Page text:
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An excerpt from www.HouseOfNames.com archives copyright 2000 - 2016


Today's generation of the Vale family bears a name that was brought to England by the migration wave that was started by the Norman Conquest of 1066. The Vale family lived in Northumberland. Their name, however, is a reference to La Val, in the lower Marne valley of Normandy, the family's place of residence prior to the Norman Conquest of England in 1066. Checking further we found the name was derived from the Old French word val, meaning valley.

Vale Early Origins



The surname Vale was first found in Northumberland where they were granted land by William the Conqueror. The family originally Delaval took their name from the Castle of La Val in the lower Marne valley in Normandy.

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Vale Spelling Variations


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Vale Spelling Variations



Before English spelling was standardized a few hundred years ago, spelling variations of names were a common occurrence. Elements of Latin, Norman French and other languages became incorporated into English throughout the Middle Ages, and name spellings changed even among the literate. The variations of the surname Vale include Vale, Vail, Veil and others.

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Vale Early History


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Vale Early History



This web page shows only a small excerpt of our Vale research. Another 143 words (10 lines of text) covering the years 1190 and 1364 are included under the topic Early Vale History in all our PDF Extended History products and printed products wherever possible.

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Vale Early Notables (pre 1700)


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Vale Early Notables (pre 1700)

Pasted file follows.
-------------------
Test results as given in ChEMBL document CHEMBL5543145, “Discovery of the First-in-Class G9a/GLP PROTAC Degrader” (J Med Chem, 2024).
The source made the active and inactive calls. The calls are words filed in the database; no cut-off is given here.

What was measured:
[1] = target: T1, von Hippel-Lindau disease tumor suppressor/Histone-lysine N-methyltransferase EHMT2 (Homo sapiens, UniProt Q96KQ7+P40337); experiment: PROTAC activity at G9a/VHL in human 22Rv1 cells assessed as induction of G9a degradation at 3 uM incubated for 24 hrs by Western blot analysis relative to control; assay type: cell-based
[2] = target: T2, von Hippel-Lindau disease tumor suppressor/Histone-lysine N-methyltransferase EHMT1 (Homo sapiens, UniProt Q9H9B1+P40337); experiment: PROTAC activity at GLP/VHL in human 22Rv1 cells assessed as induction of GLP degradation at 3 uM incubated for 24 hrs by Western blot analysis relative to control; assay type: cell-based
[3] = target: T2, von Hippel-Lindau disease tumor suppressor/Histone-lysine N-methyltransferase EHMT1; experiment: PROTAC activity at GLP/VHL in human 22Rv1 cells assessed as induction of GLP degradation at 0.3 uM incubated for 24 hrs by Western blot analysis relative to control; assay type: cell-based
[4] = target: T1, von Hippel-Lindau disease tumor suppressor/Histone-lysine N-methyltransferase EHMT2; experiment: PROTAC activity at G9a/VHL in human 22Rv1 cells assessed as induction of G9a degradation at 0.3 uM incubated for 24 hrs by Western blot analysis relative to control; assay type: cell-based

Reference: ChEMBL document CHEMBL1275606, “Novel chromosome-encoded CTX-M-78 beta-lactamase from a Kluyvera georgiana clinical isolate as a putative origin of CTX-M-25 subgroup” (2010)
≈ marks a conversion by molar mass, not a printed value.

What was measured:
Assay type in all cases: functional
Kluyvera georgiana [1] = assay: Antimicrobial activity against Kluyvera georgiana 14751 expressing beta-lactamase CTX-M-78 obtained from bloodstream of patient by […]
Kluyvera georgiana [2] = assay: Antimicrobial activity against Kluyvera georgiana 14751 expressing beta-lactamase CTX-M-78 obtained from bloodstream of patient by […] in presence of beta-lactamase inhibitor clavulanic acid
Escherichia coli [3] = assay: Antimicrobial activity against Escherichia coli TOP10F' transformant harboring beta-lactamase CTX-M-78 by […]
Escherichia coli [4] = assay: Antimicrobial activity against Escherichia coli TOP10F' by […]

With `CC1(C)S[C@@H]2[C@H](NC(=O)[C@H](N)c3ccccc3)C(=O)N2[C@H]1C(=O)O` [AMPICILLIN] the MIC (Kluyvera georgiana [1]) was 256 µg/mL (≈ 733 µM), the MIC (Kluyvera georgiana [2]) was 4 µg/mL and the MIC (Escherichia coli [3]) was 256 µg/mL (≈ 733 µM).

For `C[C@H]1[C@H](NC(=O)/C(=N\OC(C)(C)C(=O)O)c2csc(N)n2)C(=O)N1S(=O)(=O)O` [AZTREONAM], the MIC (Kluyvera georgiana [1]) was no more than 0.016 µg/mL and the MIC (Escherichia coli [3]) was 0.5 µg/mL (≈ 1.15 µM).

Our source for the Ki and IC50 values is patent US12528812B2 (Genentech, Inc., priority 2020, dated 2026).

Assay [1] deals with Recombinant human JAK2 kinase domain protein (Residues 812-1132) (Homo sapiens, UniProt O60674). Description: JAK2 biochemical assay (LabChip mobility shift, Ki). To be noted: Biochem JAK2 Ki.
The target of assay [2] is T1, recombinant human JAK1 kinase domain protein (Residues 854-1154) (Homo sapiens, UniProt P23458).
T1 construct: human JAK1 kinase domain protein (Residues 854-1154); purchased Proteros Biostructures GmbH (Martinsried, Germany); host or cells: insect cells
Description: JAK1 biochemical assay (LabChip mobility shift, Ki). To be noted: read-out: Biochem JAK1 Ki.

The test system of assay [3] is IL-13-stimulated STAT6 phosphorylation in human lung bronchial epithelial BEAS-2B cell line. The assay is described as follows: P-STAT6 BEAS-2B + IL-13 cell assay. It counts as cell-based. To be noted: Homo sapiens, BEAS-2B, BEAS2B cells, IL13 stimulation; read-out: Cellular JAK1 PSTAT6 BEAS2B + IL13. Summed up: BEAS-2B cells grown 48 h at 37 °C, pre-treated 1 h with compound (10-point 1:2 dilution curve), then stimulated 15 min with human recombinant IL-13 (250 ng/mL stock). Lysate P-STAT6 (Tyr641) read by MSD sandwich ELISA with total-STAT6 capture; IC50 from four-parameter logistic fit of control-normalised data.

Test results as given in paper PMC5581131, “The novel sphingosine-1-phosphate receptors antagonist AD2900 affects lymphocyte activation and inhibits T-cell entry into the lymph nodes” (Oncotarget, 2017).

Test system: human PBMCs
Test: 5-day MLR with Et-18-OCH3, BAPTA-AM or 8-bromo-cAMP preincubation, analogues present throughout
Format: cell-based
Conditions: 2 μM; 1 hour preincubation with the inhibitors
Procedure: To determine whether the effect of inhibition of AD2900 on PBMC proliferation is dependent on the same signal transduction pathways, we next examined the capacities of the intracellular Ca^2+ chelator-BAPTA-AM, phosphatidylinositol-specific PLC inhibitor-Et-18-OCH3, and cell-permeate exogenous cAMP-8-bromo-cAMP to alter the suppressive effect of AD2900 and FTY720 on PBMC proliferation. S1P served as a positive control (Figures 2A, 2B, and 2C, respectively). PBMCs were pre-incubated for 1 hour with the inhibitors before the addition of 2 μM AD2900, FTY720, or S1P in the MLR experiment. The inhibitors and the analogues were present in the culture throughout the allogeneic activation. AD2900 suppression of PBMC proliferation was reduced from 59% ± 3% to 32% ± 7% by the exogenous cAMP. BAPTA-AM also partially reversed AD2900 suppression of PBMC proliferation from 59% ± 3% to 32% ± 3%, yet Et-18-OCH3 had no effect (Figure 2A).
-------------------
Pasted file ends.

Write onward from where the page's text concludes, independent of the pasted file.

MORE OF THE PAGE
More information is included under the topic Early Vale Notables in all our PDF Extended History products and printed products wherever possible.

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Vale In Ireland


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Vale In Ireland



Some of the Vale family moved to Ireland, but this topic is not covered in this excerpt. Another 63 words (4 lines of text) about their life in Ireland is included in all our PDF Extended History products and printed products wherever possible.

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The Great Migration


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The Great Migration



In England at this time, the uncertainty of the political and religious environment of the time caused many families to board ships for distant British colonies in the hopes of finding land and opportunity, and escaping persecution. The voyages were expensive, crowded, and difficult, though, and many arrived in North America sick, starved, and destitute. Those who did make it, however, were greeted with greater opportunities and freedoms that they could have experienced at home. Many of those families went on to make important contributions to the young nations in which they settled. Early immigration records have shown some of the first Vales to arrive on North American shores:

Vale Settlers in United States in the 17th Century

  • Jeremiah Vale, who arrived in Salem, Massachusetts in 1639
  • Jacob Fonceco Vale, who landed in America in 1679
  • Jacob Vale settled in Barbados with four servants in 1680
  • Mary Vale, who landed in Virginia in 1699

Vale Settlers in United States in the 19th Century

  • Margaret Vale, who landed in New York, NY in 1811
  • John and Margaret Vale arrived in New York state in 1811
  • John Vale, who landed in New York, NY in 1811
  • Joseph Vale, who arrived in New York in 1837

Vale Settlers in United States in the 20th Century

  • W H Vale, who arrived in Arkansas in 1905

Vale Settlers in Canada in the 19th Century

  • David Vale from County Waterford, Ireland was married in St. John's, Newfoundland in 1808 [1]CITATION[CLOSE]
    Seary E.R., Family Names of the Island of Newfoundland, Montreal: McGill's-Queen's Universtity Press 1998 ISBN 0-7735-1782-0

Vale Settlers in Australia in the 19th Century

  • William Vale, English convict from Staffordshire, who was transported aboard the "Arab" on July 3, 1822, settling in Van Diemen's Land, Australia [2]CITATION[CLOSE]
    State Library of Queensland. (Retrieved 2016, October 27) Arab voyage to Van Diemen's Land, Australia in 1822 with 155 passengers. Retrieved from http://www.convictrecords.com.au/ships/arab/1822
  • Nicholas Vale arrived in Adelaide, Australia aboard the ship "Bussorah Merchant" in 1848